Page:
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  17. Carolyn, you are a gem, thank you so much for sharing. Can't wait 'til the next "episode". OllieV

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  19. It is fascinating to see your process and I find that your variations are wonderful. I have 2 tnt patterns, pants and a t shirt both of which I have changed and altered, so that like you, I am not bored and because I have a number of time consuming fitting issues. I am intrigued by Guffey's method, so I went over to her site. The booklet I am willing to shell out for, but the dvd's are rather expensive. She has 9 videos of the measuring process that she is asking 34.95 each. That's a lot of money without even any info on how long they are! Do you have any of them?

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  20. I'm going to show my ignorance. What does TNT stand for. Since I sew many for my little ones I'm out of the loop, but I am thinking about - still- sewing for myself again!

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  21. I am so happy that you are doing this! $ are hard to come by right now and didn't dare to spend them for the class you told me about.You are an inspiration.

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  22. Fantastic Post. I so agree with your take on the wearable muslin. I read your post yesterday and it so hit home. While talking to a friend yesterday about my jacket, she mentioned that I was being too anal. I told her despite all the work that went into making the jacket, what counts is how it will wear throughout the day and days to come. I broke it down to her - it had to fit comfortably over my suit and provide ease as I move around, able to handle the pull of my tote bag on one shoulder, the pull of my pocketbook on the other, reaching for the straphanger on the train, buttoning/unbuttoning the jacket and so on. By the end of the day yesterday, I am glad to say it met the wearability factor. I'd plan to give the pattern a rest, but I marked it as a TNT.

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  23. Well said, Carolyn. I love this post and you have inspired me to be more selective and organized when it comes to calling a pattern "TNT". Every version of your Butterick dress is outstanding and unique in itself. Thanks for sharing this valueable information.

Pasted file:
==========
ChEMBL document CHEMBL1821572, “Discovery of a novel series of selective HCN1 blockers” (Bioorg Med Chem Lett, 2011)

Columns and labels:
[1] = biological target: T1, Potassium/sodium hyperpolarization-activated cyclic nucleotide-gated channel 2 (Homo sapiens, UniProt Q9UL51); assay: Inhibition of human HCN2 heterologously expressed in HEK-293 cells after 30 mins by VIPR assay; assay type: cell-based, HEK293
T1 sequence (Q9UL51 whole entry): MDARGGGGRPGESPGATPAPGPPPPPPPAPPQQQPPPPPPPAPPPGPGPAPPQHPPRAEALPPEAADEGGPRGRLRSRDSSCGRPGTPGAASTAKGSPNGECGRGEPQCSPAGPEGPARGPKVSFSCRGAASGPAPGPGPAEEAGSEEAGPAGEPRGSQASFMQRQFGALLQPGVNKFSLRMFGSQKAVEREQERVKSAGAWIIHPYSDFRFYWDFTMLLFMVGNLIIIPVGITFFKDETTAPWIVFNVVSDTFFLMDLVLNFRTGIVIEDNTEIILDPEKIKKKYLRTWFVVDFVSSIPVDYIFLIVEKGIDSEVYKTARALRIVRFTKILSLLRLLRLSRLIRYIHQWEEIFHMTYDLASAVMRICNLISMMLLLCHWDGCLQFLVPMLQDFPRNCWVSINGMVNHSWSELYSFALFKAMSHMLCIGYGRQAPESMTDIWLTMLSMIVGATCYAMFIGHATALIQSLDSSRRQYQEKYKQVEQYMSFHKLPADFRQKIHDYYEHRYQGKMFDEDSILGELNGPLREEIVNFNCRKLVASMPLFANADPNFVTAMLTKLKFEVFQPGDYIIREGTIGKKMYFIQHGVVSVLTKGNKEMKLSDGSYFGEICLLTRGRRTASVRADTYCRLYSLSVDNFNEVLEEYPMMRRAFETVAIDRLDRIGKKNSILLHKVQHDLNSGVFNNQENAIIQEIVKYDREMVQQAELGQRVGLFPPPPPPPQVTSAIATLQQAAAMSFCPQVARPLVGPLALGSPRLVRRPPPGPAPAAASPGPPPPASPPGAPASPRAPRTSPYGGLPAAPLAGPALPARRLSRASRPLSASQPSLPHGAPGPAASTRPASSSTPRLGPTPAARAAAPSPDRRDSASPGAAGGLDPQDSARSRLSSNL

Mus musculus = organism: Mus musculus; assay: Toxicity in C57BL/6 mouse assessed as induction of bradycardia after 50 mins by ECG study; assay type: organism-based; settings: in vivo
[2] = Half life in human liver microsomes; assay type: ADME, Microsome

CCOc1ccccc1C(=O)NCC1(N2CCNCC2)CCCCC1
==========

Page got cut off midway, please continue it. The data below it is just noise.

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  24. Thanks for sharing your knowledge and experience. This information will definitely be put to good use.

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  25. San Antonio SueApril 15, 2009 5:38 PM

    Back to the Sex and the City dress: in Spring 2008 Burda Plus is listed Burda 425 which is a dead ringer for that dress minus the "belt" across the midsections. With the warnings about the large neck on the Vogue, you might prefer to look for this one. The drawing looks quite reasonable...

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  26. I also am a "Cynthia Guffey groupie", and even when using her measurement system, she recommends making muslins. I often buy $2/ yard fabric on sale or at WalMart, lots of yards, and baste a muslin. If I need to make an adjustment (upper back curve), I can use CG's "slash and tape" method on the item to figure out how much to alter. Then, I rip out the piece and put in a new one, until I have it just right. I also make the same adjustments on the pattern pieces to avoid having to rip the muslin apart. One problem I always fight is applying those tiny changes to the pattern so the next one comes out right.

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  27. Great post, I am looking forward to the next one.